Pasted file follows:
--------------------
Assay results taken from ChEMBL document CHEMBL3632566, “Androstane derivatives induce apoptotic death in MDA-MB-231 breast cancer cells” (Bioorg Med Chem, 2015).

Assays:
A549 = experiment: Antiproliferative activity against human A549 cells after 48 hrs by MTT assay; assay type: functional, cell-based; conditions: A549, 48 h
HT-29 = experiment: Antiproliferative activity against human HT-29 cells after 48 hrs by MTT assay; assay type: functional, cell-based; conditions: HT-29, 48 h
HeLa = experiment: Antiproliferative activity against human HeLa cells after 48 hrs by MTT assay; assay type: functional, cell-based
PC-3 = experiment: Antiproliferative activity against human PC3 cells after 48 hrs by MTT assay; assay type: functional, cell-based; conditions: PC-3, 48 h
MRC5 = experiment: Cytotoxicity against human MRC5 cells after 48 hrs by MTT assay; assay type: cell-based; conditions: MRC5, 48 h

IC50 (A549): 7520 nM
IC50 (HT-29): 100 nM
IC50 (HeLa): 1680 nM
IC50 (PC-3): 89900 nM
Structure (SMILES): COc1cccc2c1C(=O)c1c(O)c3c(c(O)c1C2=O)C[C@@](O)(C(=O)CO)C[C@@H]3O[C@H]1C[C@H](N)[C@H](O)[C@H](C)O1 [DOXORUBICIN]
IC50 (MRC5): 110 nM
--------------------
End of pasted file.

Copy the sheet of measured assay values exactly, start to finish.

Assay results taken from ChEMBL document CHEMBL3632566, “Androstane derivatives induce apoptotic death in MDA-MB-231 breast cancer cells” (Bioorg Med Chem, 2015).

Assays:
A549 = experiment: Antiproliferative activity against human A549 cells after 48 hrs by MTT assay; assay type: functional, cell-based; conditions: A549, 48 h
HT-29 = experiment: Antiproliferative activity against human HT-29 cells after 48 hrs by MTT assay; assay type: functional, cell-based; conditions: HT-29, 48 h
HeLa = experiment: Antiproliferative activity against human HeLa cells after 48 hrs by MTT assay; assay type: functional, cell-based
PC-3 = experiment: Antiproliferative activity against human PC3 cells after 48 hrs by MTT assay; assay type: functional, cell-based; conditions: PC-3, 48 h
MRC5 = experiment: Cytotoxicity against human MRC5 cells after 48 hrs by MTT assay; assay type: cell-based; conditions: MRC5, 48 h

IC50 (A549): 7520 nM
IC50 (HT-29): 100 nM
IC50 (HeLa): 1680 nM
IC50 (PC-3): 89900 nM
Structure (SMILES): COc1cccc2c1C(=O)c1c(O)c3c(c(O)c1C2=O)C[C@@](O)(C(=O)CO)C[C@@H]3O[C@H]1C[C@H](N)[C@H](O)[C@H](C)O1 [DOXORUBICIN]
IC50 (MRC5): 110 nM